Controlling critters in the landscape

Updated May 2, 2019
Photo: PixabayPhoto: Pixabay

It is extremely important for corporate offices and homeowners association gardens to provide an inviting and aesthetically pleasing appearance. They not only serve as a gateway into the property, they also have a direct reflection on the atmosphere inside those gardens.

A nicely maintained garden landscape says a lot about not only the property, but also the people inside. Annual flower arrangements, properly manicured trees, shrubs and turf are all important factors to locations such as these. Since these professional landscapes are found either in open or urban settings, intruding or displaced animals tend to wander in and may cause damage to both the landscape and its caretakers. Various animals such as deer, geese, wild hogs, armadillos, moles, iguanas and others can be encountered. Following is a description of the biology and management of each pest.

*Please note that nuisance wildlife may be protected furbearers under state and federal law. Always check with local authorities prior to trapping, baiting or killing wildlife.

Deer browsing damage to arborvitae. Photo: Dr. A.D. Ali and Manny NassarDeer browsing damage to arborvitae.
Photo: Dr. A.D. Ali and Manny Nassar

White-tailed deer, Odocoileus virginianus, is native to the Americas. Deer can be seen both in the daytime as well as during the night. Signs of white-tailed deer disturbance include foliage browsing, plant consumption, dislodged root balls, antler rubbing on bark and deer prints.

They can cause serious damage and possible death to herbaceous plant material if not treated properly and in a timely manner. During certain times of the season in some areas, it is legal in the U.S. where they can be killed with bow-and-arrow or rifle hunting. Outside of the hunting season, repellants may be used to deter feeding on shrubs and flowers. Some of the more effective products include Deer Pro, Deer Off, Deer Scram and Liquid Fence.

Canada geese, Branta canadensis, are distinguished by a black head, white chinstrap and light brown body. This goose is the largest of all geese species and has a wingspan of up to six feet. Canada geese can be found near bodies of water in grassy areas and grain fields. They feed on grasses, sedges, grains and berries.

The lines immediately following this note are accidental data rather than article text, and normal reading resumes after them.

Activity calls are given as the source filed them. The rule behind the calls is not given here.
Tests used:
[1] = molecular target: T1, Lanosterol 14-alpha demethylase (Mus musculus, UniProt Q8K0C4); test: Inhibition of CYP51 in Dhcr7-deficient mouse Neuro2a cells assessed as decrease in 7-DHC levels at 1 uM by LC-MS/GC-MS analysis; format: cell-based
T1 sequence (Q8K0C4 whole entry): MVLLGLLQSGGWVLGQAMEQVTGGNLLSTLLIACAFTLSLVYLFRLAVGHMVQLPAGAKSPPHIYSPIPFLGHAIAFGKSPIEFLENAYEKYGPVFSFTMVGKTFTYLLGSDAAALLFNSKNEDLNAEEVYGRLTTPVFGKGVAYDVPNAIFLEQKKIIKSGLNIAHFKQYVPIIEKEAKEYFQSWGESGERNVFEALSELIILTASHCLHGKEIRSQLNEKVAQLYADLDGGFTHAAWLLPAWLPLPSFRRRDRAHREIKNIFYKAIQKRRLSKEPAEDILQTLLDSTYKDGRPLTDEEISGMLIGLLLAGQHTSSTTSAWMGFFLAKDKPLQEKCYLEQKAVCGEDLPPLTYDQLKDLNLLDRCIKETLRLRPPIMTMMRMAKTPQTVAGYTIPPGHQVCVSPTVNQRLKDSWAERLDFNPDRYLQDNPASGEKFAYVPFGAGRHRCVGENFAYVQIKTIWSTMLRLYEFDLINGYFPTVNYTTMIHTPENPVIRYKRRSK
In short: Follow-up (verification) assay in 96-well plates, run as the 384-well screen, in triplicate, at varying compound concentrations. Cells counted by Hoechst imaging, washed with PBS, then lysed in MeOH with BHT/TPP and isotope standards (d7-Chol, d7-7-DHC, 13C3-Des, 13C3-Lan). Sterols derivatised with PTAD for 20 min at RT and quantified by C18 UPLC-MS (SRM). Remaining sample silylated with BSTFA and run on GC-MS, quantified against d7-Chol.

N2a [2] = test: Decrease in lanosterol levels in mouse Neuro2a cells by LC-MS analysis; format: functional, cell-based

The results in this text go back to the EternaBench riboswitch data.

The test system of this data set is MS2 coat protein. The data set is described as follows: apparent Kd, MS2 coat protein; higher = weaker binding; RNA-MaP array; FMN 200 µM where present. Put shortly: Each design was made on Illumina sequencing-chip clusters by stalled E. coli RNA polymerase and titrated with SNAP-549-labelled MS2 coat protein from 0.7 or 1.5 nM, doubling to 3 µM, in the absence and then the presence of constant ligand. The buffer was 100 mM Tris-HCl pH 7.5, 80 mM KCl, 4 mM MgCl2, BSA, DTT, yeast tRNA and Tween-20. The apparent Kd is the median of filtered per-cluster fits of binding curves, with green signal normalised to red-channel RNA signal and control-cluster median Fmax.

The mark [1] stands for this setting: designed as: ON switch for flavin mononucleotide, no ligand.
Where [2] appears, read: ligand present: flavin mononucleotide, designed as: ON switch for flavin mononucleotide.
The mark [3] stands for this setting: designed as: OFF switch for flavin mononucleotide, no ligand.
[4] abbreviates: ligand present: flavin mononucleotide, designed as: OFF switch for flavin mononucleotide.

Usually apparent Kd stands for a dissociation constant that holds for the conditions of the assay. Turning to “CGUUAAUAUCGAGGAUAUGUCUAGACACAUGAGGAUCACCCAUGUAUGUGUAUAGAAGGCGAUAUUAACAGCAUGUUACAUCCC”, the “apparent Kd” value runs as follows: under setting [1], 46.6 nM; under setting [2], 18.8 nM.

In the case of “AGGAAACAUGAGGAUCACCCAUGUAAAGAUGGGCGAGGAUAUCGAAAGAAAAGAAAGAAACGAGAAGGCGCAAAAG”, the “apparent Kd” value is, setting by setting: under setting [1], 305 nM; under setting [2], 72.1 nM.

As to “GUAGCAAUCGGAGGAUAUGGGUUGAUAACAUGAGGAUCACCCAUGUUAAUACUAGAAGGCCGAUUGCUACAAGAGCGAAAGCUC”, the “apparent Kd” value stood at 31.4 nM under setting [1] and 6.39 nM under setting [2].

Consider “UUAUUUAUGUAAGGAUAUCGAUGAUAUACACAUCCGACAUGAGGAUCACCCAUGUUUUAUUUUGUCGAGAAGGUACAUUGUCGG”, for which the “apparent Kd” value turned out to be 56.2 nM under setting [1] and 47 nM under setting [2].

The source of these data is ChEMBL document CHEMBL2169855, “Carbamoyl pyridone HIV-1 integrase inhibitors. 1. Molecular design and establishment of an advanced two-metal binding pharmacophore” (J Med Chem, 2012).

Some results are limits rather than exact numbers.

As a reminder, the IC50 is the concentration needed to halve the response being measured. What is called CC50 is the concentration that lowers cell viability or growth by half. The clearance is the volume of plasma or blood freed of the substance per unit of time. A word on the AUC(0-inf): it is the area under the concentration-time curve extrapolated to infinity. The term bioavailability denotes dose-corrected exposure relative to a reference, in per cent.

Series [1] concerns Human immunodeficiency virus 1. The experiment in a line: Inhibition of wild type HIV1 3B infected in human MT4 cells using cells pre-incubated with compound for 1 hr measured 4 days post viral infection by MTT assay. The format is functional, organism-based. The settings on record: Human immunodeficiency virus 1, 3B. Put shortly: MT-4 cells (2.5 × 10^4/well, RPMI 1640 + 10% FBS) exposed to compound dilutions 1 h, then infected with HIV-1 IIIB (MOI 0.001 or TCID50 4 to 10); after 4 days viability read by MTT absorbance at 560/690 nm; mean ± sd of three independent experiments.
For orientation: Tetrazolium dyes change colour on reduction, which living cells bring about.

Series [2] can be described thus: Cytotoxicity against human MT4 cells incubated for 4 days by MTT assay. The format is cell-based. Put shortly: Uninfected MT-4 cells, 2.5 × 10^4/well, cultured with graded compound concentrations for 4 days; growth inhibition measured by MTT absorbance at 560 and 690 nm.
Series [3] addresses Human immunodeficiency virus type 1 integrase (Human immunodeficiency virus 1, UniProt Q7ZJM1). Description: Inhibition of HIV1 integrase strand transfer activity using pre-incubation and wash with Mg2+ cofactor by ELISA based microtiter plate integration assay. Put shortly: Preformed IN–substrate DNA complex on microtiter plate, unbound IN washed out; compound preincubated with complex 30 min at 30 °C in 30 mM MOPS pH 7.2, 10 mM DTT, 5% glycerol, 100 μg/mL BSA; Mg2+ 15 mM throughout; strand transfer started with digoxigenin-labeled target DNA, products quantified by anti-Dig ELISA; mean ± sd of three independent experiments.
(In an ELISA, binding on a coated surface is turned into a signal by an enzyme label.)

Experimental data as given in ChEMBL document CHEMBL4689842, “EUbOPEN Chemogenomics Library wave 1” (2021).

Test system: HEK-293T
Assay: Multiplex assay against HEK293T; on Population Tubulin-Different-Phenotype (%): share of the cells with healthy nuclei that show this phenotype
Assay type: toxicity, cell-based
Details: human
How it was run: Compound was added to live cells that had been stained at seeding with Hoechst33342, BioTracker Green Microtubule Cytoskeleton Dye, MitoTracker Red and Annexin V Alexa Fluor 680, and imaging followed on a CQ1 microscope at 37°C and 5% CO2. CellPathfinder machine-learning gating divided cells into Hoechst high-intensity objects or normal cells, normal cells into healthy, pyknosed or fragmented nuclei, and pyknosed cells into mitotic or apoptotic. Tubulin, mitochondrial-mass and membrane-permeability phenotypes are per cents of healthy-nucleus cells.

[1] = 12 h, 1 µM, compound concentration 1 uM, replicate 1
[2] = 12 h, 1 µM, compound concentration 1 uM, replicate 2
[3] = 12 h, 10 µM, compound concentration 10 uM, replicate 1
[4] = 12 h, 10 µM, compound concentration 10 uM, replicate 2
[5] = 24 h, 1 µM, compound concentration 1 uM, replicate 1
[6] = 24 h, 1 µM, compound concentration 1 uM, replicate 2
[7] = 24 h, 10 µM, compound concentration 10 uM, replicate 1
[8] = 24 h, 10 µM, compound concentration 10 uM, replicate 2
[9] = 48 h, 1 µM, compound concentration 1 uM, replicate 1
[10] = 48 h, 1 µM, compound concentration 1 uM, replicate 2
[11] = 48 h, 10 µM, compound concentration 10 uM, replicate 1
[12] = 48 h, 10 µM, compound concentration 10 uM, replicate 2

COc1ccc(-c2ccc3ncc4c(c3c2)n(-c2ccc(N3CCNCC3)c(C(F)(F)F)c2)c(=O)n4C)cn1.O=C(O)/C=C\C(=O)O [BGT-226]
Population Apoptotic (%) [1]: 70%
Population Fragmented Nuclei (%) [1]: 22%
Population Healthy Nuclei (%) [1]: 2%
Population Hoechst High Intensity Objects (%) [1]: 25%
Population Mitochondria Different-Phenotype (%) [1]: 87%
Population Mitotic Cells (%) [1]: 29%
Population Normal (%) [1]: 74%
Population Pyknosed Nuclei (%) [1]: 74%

Canada geese near a pond. Photo: Dr. A.D. Ali and Manny NassarCanada geese near a pond.
Photo: Dr. A.D. Ali and Manny Nassar

A single Canada goose is capable of defecating as many as 92 times a day and creating up to 1.5 pounds of waste in one day. This ultimately causes sites to be unusable by humans, due to the amount of feces left covering the ground. The formation of algae blooms in nearby bodies of water is another undesirable consequence of their activity. Geese management includes:

  • Exclusion and habitat modification. Create steep banks around lakes, fill with large rip-rap boulders or erect a 3-foot fence around lake/pond.
  • Repellants: ReJeX-iT; Flight Control.
  • Chasing by a trained border collie‘s produces excellent results.
  • Trapping and relocation. This is most effective in late June/early July when adults are molting, and goslings are too young to fly. Federal and state permits may be needed.

Wild hogs, Sus scrofa, in North America are believed to be descendants of domestic pigs that escaped after being brought here by the Spaniards. They range in size from 50-400 lbs, with the largest ever recorded at 1,051 lbs. They reproduce year-round with peak litter production in the spring. A sow can produce up to 12 piglets in a litter and may have two litters per year.

Wild hog damage to turf. Photo: Dr. A.D. Ali and Manny NassarWild hog damage to turf.
Photo: Dr. A.D. Ali and Manny Nassar